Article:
this ratio from figures supplied. Some discrepancies with the generic diagnosis resulted, so the validity of the character needs further testing. Future studies should carefully document this ratio. Certainly some species have reduced posterior notopodia that may easily be overlooked especially in small individuals, resulting in an inaccurate ratio being given. Future studies need to clarify these generic characters, to avoid characters such as one of those in Lagis , where the cephalic veil is only partially fused, which may be open to interpretation.
Specific characters for the family include the number and shape of paleae, the number of cirri on the cephalic veil and the number of pairs of scaphal hooks. In Pectinaria , additional specific characters are the anteroventral lobe of chaetiger 2, which may possess lobes and the number of cirri on the dorsal raised opercular margin. These characters need to be well illustrated.
Many species are poorly known. Fifty three species of Pectinariidae have been described, of which 23 are known only from the type description. Many of these species need to be re-examined for diagnostic characters (see Tables 1– 5). Features such as the shape of the scaphal hooks and paleae have often not been illustrated or compared with those of previously described species. The actual size of the paleae may not be diagnostic because they may be worn by digging. Damaged paleae were commonly seen and presumably can be replaced. Other factors that need to be considered in future studies are characters exhibiting variation in numbers with size and presumably age. These include the number of paleae and the number of cirri on the cephalic veil. Detailed morphometric studies should be carried out to ascertain the variation of these character within a species.
The position of nephridial papillae differs between Amphictene favona and P. antipoda but whether this represents a consistent generic difference is unclear. In all the other species that we examined, the position of these structures could not be determined and has rarely been reported in the literature. Further work is needed to clarify this.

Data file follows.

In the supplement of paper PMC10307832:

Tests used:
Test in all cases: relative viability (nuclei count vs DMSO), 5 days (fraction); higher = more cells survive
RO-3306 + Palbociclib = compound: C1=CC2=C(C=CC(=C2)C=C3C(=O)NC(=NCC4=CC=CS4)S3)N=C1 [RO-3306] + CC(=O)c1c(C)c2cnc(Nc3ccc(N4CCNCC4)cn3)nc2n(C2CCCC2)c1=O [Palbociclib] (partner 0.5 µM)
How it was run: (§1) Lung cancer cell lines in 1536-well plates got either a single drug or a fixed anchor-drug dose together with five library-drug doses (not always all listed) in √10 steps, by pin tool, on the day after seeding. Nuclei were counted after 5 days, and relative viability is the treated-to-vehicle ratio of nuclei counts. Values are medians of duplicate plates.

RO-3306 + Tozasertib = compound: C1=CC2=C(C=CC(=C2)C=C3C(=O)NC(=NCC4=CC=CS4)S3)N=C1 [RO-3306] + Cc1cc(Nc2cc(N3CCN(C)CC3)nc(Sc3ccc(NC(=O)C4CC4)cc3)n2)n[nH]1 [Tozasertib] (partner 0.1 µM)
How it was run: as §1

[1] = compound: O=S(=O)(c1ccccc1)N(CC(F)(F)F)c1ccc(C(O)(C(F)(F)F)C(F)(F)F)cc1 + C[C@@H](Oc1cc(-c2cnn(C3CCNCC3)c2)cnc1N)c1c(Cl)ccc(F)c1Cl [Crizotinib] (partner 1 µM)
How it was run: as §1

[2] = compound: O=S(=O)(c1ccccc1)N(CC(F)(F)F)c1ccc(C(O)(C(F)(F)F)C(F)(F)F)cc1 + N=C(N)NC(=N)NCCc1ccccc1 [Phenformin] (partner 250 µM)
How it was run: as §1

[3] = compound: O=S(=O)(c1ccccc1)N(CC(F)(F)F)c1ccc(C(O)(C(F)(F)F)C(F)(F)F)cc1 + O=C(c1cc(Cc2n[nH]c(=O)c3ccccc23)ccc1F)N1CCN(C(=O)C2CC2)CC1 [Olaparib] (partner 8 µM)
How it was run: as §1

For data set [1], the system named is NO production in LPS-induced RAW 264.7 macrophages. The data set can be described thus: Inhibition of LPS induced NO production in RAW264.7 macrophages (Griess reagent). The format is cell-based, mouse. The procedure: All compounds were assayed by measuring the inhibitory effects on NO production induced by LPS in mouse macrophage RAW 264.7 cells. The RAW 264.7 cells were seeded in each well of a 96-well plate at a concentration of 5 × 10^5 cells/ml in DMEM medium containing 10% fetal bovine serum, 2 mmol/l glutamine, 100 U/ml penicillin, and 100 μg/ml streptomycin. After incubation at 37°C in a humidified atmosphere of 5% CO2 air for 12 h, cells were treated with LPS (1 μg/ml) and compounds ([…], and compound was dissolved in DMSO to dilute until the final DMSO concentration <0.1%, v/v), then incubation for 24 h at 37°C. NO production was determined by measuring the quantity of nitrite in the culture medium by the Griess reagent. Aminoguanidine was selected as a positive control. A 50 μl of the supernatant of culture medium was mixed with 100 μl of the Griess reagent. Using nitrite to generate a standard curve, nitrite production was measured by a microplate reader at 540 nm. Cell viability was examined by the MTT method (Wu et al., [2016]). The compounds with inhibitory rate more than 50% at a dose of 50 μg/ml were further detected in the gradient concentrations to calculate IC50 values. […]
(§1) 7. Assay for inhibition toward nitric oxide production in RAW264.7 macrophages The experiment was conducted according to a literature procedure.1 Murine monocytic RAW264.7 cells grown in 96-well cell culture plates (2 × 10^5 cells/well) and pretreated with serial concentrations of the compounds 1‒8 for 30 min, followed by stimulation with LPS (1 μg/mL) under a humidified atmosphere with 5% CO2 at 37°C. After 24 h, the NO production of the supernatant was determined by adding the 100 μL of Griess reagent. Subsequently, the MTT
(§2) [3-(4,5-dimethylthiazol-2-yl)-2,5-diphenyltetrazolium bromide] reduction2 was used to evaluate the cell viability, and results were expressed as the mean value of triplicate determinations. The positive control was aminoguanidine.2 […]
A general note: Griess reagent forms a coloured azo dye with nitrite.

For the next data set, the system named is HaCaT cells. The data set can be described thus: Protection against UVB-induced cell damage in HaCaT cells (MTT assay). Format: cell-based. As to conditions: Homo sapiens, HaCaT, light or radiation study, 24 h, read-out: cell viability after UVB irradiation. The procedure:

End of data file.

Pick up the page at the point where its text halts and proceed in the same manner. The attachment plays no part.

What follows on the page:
Of the five described genera, four occur worldwide and one, Cistenides , has a restricted distribution. Three genera, Cistenides , Petta and Lagis , do not occur in Australian waters. The diagnostic characters of the species recorded in the Tables 1–5 are based mainly on the literature. We have moved species that obviously belong in another genus, but other species may also need to be reassigned once they are re-examined. Variation in characters described from nontype material has been included in brackets in these tables, and some additional records of species may prove to be misidentifications.
ACKNOWLEDGMENTS. We thank Kristian Fauchald for his thoughts on the validity of the manuscript prepared by Savigny. We are also grateful to Miranda Lowe (BMNH), Hilke Ruhberg (HZM) and Birger Neuhaus (ZMB), for the loan of material, and to the Collection Managers at various Australian State Museums for the loan of their pectinariid material. Alex Muir provided us with information about the collector of the neotype of P. antipoda , and Tom Miura provided us with a copy of a Japanese paper. Anna Murray prepared some figures and Kate Attwood prepared the plates (both AM). The Australian Bureau of Flora and Fauna provided the salary of one of us (RP).